The intention of the proposed Law Society governance reforms is to improve the quality and effectiveness of decision-making by the Society.

The most obvious solution would be to reduce the size of the ruling council from its present 100 members to a more workable number that would make its operation less like herding cats. But it looks as though the Society does not have the stomach for the unenviable task of inviting many council members to fall on their swords. Turkeys do not vote for Christmas, after all.

So instead, the number of council members is likely to continue pretty much unchanged and a new board will be superimposed. The new main board will make the executive decisions to implement policy as determined by the council.

While the business world is calling for less regulation and more freedom, the Society is swimming against the tide and going for the addition of an extra layer of government. The simplicity of a smaller council would be replaced by more complication, more decision-makers and an enlarged system of governance.

Who wants big government these days?

But then lawyers have a tendency to make simple complicated.

Christopher Digby-Bell, council member, London W1

Law Society president Robert Bourns writes: ‘I would like to clarify decisions made on the Society’s governance review and next steps. At our October meeting we voted to introduce a main board and also agreed that its first task should be reviewing the work of other boards. We also agreed that we would not implement this until we have undertaken the broader review of council and agreed a new shape for it. I will be bringing next steps on this wider review back to council.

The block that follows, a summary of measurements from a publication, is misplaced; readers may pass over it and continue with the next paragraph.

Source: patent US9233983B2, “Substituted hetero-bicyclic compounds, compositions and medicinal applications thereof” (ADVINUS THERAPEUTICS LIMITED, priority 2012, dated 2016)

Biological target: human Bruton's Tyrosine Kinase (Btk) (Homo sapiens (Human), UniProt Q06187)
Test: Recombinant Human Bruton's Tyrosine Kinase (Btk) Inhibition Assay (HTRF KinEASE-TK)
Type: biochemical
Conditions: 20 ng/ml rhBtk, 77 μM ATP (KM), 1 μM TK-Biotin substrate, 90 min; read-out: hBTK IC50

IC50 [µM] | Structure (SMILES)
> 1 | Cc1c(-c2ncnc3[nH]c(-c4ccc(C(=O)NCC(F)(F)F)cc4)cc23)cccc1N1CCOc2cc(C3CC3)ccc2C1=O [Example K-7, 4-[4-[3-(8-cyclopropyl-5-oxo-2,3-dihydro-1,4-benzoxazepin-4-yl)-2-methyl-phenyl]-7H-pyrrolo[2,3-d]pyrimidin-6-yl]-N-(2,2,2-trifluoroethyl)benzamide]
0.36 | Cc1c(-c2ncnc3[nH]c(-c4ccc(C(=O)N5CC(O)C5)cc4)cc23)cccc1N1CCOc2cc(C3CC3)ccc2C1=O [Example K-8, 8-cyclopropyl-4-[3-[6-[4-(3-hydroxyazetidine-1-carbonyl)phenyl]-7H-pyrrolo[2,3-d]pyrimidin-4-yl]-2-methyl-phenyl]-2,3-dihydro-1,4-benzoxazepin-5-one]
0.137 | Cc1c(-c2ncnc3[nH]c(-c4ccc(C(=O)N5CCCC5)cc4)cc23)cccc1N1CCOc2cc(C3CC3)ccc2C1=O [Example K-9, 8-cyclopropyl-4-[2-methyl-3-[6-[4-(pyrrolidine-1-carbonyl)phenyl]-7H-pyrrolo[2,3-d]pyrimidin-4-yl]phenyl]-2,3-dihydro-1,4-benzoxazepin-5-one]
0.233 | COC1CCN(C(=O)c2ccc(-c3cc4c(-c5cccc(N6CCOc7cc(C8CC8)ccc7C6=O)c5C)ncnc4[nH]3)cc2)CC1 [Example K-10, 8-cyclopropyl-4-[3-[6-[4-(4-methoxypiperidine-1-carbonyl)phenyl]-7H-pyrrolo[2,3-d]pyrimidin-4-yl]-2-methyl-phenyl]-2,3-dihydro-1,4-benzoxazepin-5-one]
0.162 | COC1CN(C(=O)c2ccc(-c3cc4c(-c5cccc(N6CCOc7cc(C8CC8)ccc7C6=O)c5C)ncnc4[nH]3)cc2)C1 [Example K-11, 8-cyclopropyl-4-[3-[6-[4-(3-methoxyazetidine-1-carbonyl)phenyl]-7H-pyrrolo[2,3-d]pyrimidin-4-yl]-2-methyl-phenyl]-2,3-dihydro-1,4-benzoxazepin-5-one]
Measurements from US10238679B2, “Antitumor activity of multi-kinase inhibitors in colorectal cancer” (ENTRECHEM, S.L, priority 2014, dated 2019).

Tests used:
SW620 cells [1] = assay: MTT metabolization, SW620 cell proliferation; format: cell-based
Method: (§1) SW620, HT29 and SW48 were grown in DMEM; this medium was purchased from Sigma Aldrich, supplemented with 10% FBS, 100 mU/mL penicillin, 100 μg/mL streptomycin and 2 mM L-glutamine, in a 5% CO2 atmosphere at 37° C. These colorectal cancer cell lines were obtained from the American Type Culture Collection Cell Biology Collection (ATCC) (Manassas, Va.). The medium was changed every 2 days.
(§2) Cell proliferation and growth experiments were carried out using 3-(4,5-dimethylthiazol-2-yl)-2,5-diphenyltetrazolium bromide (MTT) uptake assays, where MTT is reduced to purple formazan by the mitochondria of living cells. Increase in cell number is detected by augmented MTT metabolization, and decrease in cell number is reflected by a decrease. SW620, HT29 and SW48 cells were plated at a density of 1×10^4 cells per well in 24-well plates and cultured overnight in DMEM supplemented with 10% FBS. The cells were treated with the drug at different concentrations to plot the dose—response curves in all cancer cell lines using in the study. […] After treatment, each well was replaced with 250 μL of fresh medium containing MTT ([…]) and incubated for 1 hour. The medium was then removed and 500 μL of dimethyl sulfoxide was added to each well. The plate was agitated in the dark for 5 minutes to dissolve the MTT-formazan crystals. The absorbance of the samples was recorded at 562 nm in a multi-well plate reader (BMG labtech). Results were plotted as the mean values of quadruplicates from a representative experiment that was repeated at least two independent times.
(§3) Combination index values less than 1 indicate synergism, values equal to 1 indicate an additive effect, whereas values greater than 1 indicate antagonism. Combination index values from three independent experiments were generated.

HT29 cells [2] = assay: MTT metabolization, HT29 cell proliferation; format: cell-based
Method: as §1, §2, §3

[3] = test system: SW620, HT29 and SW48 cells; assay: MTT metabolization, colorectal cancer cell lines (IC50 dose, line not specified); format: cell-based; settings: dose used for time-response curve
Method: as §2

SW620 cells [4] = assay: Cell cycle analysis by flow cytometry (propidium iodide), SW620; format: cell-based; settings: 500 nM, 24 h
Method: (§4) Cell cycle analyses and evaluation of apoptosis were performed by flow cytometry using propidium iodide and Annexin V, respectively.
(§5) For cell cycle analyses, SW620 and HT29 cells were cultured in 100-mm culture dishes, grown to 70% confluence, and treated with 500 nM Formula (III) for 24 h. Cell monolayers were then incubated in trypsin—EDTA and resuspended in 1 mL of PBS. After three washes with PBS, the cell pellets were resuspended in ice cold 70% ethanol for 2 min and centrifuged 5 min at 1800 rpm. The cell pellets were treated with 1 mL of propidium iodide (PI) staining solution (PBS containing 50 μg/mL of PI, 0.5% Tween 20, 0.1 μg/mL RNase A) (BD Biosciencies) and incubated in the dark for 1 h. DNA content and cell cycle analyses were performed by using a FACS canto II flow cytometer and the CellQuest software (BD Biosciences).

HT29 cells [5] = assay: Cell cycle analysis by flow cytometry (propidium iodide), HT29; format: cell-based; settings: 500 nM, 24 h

As Christopher Digby-Bell rightly says, the reforms are intended to improve the quality and effectiveness of decision-making, but we have yet to make all of the decisions, so I think it is too early to judge the outcome. The objective is to ensure council continues to represent a strong and dynamic profession.

As my online article in the Gazette last week pointed out, we have been engaging members so far and will continue to do so as we look at the wider review of the structure of council. All views are welcome to: